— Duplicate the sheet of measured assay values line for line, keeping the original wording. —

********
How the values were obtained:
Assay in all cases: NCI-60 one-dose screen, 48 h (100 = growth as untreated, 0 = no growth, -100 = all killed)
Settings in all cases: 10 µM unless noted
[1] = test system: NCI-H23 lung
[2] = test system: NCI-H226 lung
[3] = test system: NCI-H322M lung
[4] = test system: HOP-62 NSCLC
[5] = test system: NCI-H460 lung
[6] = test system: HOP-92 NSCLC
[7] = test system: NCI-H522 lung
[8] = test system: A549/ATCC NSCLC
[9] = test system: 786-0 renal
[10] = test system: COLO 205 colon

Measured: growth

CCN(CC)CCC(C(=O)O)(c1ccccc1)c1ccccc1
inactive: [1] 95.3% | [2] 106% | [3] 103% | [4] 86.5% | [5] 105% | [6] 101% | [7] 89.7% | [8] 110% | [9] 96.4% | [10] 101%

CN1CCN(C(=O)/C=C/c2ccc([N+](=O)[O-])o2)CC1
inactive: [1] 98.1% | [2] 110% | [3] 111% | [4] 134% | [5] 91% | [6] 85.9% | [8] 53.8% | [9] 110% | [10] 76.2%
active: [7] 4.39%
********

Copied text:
How the values were obtained:
Assay in all cases: NCI-60 one-dose screen, 48 h (100 = growth as untreated, 0 = no growth, -100 = all killed)
Settings in all cases: 10 µM unless noted
[1] = test system: NCI-H23 lung
[2] = test system: NCI-H226 lung
[3] = test system: NCI-H322M lung
[4] = test system: HOP-62 NSCLC
[5] = test system: NCI-H460 lung
[6] = test system: HOP-92 NSCLC
[7] = test system: NCI-H522 lung
[8] = test system: A549/ATCC NSCLC
[9] = test system: 786-0 renal
[10] = test system: COLO 205 colon

Measured: growth

CCN(CC)CCC(C(=O)O)(c1ccccc1)c1ccccc1
inactive: [1] 95.3% | [2] 106% | [3] 103% | [4] 86.5% | [5] 105% | [6] 101% | [7] 89.7% | [8] 110% | [9] 96.4% | [10] 101%

CN1CCN(C(=O)/C=C/c2ccc([N+](=O)[O-])o2)CC1
inactive: [1] 98.1% | [2] 110% | [3] 111% | [4] 134% | [5] 91% | [6] 85.9% | [8] 53.8% | [9] 110% | [10] 76.2%
active: [7] 4.39%